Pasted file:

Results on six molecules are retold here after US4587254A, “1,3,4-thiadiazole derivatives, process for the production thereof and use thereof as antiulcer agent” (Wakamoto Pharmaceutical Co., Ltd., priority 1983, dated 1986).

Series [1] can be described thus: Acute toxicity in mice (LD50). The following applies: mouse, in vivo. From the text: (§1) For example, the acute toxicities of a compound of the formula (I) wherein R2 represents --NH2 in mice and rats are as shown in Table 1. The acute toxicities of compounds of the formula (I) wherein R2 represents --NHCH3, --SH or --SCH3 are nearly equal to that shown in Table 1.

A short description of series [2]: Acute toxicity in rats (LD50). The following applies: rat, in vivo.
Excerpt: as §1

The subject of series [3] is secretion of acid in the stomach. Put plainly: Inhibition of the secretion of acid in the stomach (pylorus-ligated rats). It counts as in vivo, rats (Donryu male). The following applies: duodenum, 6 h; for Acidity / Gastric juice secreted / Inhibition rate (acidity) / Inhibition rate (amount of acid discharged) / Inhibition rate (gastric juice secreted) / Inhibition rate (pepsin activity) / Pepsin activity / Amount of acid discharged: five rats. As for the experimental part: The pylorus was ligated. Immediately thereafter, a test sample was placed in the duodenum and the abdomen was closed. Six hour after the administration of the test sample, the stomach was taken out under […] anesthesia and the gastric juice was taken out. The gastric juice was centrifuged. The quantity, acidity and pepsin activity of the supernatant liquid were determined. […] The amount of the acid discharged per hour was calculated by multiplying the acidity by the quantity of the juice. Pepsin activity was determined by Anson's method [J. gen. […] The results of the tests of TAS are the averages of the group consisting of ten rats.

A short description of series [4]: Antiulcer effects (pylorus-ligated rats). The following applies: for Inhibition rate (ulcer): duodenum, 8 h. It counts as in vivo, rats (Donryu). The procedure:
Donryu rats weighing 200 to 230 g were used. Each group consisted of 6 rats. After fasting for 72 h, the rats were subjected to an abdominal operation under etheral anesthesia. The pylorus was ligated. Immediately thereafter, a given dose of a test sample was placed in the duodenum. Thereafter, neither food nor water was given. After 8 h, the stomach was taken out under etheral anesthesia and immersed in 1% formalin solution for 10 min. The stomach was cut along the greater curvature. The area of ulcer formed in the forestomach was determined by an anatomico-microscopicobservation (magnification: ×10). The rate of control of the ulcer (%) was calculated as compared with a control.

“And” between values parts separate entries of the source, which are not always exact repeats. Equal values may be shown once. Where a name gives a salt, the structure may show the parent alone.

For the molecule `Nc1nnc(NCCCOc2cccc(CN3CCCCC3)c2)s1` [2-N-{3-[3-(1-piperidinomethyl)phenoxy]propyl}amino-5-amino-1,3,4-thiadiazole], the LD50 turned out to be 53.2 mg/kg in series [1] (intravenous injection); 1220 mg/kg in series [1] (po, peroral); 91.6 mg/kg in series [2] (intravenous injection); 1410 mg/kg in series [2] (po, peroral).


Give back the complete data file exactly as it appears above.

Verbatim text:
Results on six molecules are retold here after US4587254A, “1,3,4-thiadiazole derivatives, process for the production thereof and use thereof as antiulcer agent” (Wakamoto Pharmaceutical Co., Ltd., priority 1983, dated 1986).

Series [1] can be described thus: Acute toxicity in mice (LD50). The following applies: mouse, in vivo. From the text: (§1) For example, the acute toxicities of a compound of the formula (I) wherein R2 represents --NH2 in mice and rats are as shown in Table 1. The acute toxicities of compounds of the formula (I) wherein R2 represents --NHCH3, --SH or --SCH3 are nearly equal to that shown in Table 1.

A short description of series [2]: Acute toxicity in rats (LD50). The following applies: rat, in vivo.
Excerpt: as §1

The subject of series [3] is secretion of acid in the stomach. Put plainly: Inhibition of the secretion of acid in the stomach (pylorus-ligated rats). It counts as in vivo, rats (Donryu male). The following applies: duodenum, 6 h; for Acidity / Gastric juice secreted / Inhibition rate (acidity) / Inhibition rate (amount of acid discharged) / Inhibition rate (gastric juice secreted) / Inhibition rate (pepsin activity) / Pepsin activity / Amount of acid discharged: five rats. As for the experimental part: The pylorus was ligated. Immediately thereafter, a test sample was placed in the duodenum and the abdomen was closed. Six hour after the administration of the test sample, the stomach was taken out under […] anesthesia and the gastric juice was taken out. The gastric juice was centrifuged. The quantity, acidity and pepsin activity of the supernatant liquid were determined. […] The amount of the acid discharged per hour was calculated by multiplying the acidity by the quantity of the juice. Pepsin activity was determined by Anson's method [J. gen. […] The results of the tests of TAS are the averages of the group consisting of ten rats.

A short description of series [4]: Antiulcer effects (pylorus-ligated rats). The following applies: for Inhibition rate (ulcer): duodenum, 8 h. It counts as in vivo, rats (Donryu). The procedure:
Donryu rats weighing 200 to 230 g were used. Each group consisted of 6 rats. After fasting for 72 h, the rats were subjected to an abdominal operation under etheral anesthesia. The pylorus was ligated. Immediately thereafter, a given dose of a test sample was placed in the duodenum. Thereafter, neither food nor water was given. After 8 h, the stomach was taken out under etheral anesthesia and immersed in 1% formalin solution for 10 min. The stomach was cut along the greater curvature. The area of ulcer formed in the forestomach was determined by an anatomico-microscopicobservation (magnification: ×10). The rate of control of the ulcer (%) was calculated as compared with a control.

“And” between values parts separate entries of the source, which are not always exact repeats. Equal values may be shown once. Where a name gives a salt, the structure may show the parent alone.

For the molecule `Nc1nnc(NCCCOc2cccc(CN3CCCCC3)c2)s1` [2-N-{3-[3-(1-piperidinomethyl)phenoxy]propyl}amino-5-amino-1,3,4-thiadiazole], the LD50 turned out to be 53.2 mg/kg in series [1] (intravenous injection); 1220 mg/kg in series [1] (po, peroral); 91.6 mg/kg in series [2] (intravenous injection); 1410 mg/kg in series [2] (po, peroral).